How To Start Teaching English to Beginners
There are many interesting languages to learn from all over the world. One of the best ways to solidify your own knowledge of a second language is to teach it to people who are just starting their journey on this same path. While native speakers may have some advantages here, even people learning a second language at an intermediate level should be able to teach some of the basics to others. In fact, learners who are trying to grasp the fundamentals of a language that is not their own might have an easier time understanding the mechanics that come more naturally to native speakers.
In any case, English is a great language to start learning or teaching to others. With its use in business and negotiations all over the globe, it has become quite a common tongue. There are different methods by which you can teach English to beginners, and the path that you choose will help you determine the steps that you take. We’ll provide you with some guidelines for one style of learning and teaching below.
1. Make Lessons Into Small Chunks and Divide Vocabulary
Learning any new language, especially when your brain has already created pathways for your own, can be very difficult. The rules might be wildly different from what a learner knows of their own language, and they may need to learn an entirely new way of thinking about the mechanics of speech or writing. An ESL student needs some basic structure that can get them from one point to the next. One of the easiest ways to facilitate something like this is to use introductory lessons that are small enough that the students can digest them easily. Don’t overwhelm them in the first few days of study. You may not even study specific vocabulary for a couple of days.
When you do get to vocabulary lessons, it might be a good idea to put different words into categories that are all similar. For example, you can have a lesson that is centered around cooking, eating or dining in a restaurant. You could even make a series of small lessons around this broad topic. All of them will share some vocabulary in common, but they will also introduce students to terms that are specific to situations around the kitchen, cooking food, or even the social dining experience.
2. Say or Write Words Repeatedly. Allow Students To Listen Actively
Repetition is one way to get new words or concepts cemented in the minds of the students. While you might not do this in other kinds of classes, an ESL setting is precisely where you should do it as often as possible. For example, in the early days of your teaching experience, you might tell students about some of the common greetings you can use in English. Once they know one or two of these, you can use them every day before you start class. If you do the same with typical goodbye phrases, your students will understand appropriate things to say when meeting or leaving someone, and it should all become natural for them quite quickly.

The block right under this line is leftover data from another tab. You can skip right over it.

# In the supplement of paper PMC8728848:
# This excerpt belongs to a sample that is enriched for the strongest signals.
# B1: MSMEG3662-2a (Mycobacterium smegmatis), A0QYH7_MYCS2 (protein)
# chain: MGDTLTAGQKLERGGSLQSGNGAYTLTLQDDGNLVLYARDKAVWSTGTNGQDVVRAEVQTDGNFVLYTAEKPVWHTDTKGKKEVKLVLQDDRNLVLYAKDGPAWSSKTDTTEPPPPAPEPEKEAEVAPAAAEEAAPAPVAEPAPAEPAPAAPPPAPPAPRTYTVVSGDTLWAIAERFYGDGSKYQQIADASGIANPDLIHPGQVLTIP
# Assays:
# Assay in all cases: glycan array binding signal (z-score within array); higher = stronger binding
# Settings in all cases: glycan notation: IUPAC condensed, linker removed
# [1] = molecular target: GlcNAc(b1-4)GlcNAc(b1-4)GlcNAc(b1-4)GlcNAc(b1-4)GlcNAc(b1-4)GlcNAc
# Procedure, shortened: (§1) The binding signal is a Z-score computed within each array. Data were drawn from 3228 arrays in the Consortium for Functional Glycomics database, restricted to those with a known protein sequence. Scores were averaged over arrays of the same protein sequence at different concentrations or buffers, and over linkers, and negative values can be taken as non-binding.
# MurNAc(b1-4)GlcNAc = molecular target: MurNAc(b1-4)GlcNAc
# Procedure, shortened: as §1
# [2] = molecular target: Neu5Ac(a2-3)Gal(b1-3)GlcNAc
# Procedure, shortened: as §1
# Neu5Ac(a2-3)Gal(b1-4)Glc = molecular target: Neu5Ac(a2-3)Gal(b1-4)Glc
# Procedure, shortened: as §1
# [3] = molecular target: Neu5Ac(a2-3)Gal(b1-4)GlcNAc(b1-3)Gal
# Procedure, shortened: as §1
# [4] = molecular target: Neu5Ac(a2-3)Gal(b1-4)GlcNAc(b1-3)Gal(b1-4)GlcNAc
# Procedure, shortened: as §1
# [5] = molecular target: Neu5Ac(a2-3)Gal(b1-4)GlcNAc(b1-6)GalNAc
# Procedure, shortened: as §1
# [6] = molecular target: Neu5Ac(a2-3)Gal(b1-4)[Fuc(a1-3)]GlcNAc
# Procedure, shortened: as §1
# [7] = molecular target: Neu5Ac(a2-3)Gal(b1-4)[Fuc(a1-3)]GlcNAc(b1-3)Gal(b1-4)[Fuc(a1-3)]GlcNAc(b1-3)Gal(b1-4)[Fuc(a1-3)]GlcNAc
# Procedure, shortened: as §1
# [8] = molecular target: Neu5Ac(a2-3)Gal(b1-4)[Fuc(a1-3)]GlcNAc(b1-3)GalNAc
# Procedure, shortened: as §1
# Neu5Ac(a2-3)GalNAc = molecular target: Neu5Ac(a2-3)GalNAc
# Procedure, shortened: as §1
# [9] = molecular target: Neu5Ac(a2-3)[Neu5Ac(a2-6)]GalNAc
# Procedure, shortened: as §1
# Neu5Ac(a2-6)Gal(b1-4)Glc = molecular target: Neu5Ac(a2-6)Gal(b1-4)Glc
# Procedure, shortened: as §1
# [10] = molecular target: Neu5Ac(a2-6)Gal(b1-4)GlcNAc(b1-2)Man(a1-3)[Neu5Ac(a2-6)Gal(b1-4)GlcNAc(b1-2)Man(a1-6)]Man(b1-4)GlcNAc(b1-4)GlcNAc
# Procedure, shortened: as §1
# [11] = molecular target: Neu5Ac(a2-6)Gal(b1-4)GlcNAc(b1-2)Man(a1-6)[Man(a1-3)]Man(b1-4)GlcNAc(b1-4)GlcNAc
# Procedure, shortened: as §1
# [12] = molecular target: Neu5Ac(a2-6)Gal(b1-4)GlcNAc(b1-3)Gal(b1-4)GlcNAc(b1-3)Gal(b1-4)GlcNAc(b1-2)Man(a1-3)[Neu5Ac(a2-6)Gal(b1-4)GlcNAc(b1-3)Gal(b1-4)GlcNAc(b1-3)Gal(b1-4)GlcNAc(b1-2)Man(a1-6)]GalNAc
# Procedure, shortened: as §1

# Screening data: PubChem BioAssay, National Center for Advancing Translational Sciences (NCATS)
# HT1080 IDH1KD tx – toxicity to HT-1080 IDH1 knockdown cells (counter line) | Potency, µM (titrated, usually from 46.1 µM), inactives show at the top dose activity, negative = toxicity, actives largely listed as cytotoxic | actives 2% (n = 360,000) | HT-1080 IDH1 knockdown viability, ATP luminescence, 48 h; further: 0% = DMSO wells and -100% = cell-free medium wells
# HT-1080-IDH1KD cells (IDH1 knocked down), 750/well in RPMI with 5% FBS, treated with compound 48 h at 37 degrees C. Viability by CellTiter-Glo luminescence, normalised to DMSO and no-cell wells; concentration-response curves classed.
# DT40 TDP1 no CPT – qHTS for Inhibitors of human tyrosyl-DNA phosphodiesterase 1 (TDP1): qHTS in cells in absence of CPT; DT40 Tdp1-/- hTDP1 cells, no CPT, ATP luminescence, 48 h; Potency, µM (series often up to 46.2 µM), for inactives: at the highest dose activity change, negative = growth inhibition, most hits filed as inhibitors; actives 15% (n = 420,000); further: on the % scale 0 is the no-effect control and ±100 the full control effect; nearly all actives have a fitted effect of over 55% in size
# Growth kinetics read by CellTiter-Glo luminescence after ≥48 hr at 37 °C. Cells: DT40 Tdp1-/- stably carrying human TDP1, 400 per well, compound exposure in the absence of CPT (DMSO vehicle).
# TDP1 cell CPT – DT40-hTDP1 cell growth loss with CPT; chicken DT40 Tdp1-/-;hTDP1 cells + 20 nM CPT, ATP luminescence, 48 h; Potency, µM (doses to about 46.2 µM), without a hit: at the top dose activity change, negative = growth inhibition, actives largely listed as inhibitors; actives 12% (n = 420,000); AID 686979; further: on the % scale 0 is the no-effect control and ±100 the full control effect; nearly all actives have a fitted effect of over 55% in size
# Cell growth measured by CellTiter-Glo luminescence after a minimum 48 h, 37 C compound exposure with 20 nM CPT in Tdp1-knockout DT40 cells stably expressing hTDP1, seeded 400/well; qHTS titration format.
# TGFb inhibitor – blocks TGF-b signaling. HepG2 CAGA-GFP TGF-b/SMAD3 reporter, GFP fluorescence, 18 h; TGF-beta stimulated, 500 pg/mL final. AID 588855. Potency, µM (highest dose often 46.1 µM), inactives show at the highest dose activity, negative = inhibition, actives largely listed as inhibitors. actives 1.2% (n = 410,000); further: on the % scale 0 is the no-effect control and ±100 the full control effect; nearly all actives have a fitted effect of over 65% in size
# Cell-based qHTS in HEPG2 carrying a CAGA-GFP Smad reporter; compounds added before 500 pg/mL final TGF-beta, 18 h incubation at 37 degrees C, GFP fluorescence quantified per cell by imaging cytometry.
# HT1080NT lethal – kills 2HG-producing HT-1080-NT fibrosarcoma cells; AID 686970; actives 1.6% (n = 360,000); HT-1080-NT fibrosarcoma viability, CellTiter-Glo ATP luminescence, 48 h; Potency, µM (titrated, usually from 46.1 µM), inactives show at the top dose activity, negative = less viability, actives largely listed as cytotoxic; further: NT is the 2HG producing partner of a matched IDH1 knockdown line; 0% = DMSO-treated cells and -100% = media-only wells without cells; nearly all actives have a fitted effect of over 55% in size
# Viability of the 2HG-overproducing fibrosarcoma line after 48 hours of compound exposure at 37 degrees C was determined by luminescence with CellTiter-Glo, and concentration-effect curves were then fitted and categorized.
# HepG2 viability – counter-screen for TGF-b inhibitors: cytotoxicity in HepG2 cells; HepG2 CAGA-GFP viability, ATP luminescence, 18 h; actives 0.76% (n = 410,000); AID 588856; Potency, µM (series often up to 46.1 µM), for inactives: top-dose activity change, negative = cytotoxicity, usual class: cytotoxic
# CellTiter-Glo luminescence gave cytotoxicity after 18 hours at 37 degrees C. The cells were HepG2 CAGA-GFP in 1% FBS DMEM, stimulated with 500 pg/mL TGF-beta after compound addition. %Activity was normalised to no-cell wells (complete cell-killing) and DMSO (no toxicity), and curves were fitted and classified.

Being able to listen to you use the same words over and over will help some of the students with no experience or training in the language pick up some of those key phrases quicker than they otherwise might. Further, giving them time to ruminate on the words they are hearing will help them remember them. You can also create fun games or quizzes that help them use the words they learned from previous lessons.
3. Use More Than Words
Teaching English to beginners means that you might be working with students who simply don’t have the vocabulary to understand anything you say. That will change over time, but it might be a significant hurdle for you to get past in the first few days of your instruction. The students you teach have access to the same concepts that you do, but neither party knows how to use words to communicate those things in a way that the other one will understand. This is where props can come in handy. If you use things like objects, drawings, or short videos, your lessons will be more streamlined. Additionally, students will understand the concepts you are describing in English with almost immediate effect.
For example, if you want to talk about the subject of pets and care for them, you can show or draw pictures of cats and dogs. Household pets like these look the same to everyone, so students will pick up on what you’re talking about right away. You can show additional things like food bowls, bedding, or brushes to further increase the vocabulary you might use about pets.